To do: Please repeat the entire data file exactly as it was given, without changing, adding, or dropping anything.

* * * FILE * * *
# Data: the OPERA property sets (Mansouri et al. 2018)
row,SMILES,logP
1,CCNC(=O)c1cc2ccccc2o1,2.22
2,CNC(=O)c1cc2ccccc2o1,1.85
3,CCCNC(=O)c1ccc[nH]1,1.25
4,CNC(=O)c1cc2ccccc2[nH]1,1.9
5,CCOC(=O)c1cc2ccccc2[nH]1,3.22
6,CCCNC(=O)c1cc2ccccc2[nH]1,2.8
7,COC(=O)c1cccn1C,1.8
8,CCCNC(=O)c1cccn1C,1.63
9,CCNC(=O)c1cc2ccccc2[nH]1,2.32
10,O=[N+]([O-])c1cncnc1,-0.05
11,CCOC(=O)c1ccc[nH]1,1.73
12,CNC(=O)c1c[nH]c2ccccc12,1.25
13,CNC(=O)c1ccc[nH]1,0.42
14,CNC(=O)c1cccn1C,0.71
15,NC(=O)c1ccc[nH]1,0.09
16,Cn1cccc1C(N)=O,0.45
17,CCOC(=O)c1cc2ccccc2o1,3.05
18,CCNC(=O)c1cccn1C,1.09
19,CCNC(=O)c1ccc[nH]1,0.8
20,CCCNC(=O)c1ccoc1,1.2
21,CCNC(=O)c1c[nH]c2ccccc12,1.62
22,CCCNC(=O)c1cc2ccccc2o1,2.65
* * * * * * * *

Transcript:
# Data: the OPERA property sets (Mansouri et al. 2018)
row,SMILES,logP
1,CCNC(=O)c1cc2ccccc2o1,2.22
2,CNC(=O)c1cc2ccccc2o1,1.85
3,CCCNC(=O)c1ccc[nH]1,1.25
4,CNC(=O)c1cc2ccccc2[nH]1,1.9
5,CCOC(=O)c1cc2ccccc2[nH]1,3.22
6,CCCNC(=O)c1cc2ccccc2[nH]1,2.8
7,COC(=O)c1cccn1C,1.8
8,CCCNC(=O)c1cccn1C,1.63
9,CCNC(=O)c1cc2ccccc2[nH]1,2.32
10,O=[N+]([O-])c1cncnc1,-0.05
11,CCOC(=O)c1ccc[nH]1,1.73
12,CNC(=O)c1c[nH]c2ccccc12,1.25
13,CNC(=O)c1ccc[nH]1,0.42
14,CNC(=O)c1cccn1C,0.71
15,NC(=O)c1ccc[nH]1,0.09
16,Cn1cccc1C(N)=O,0.45
17,CCOC(=O)c1cc2ccccc2o1,3.05
18,CCNC(=O)c1cccn1C,1.09
19,CCNC(=O)c1ccc[nH]1,0.8
20,CCCNC(=O)c1ccoc1,1.2
21,CCNC(=O)c1c[nH]c2ccccc12,1.62
22,CCCNC(=O)c1cc2ccccc2o1,2.65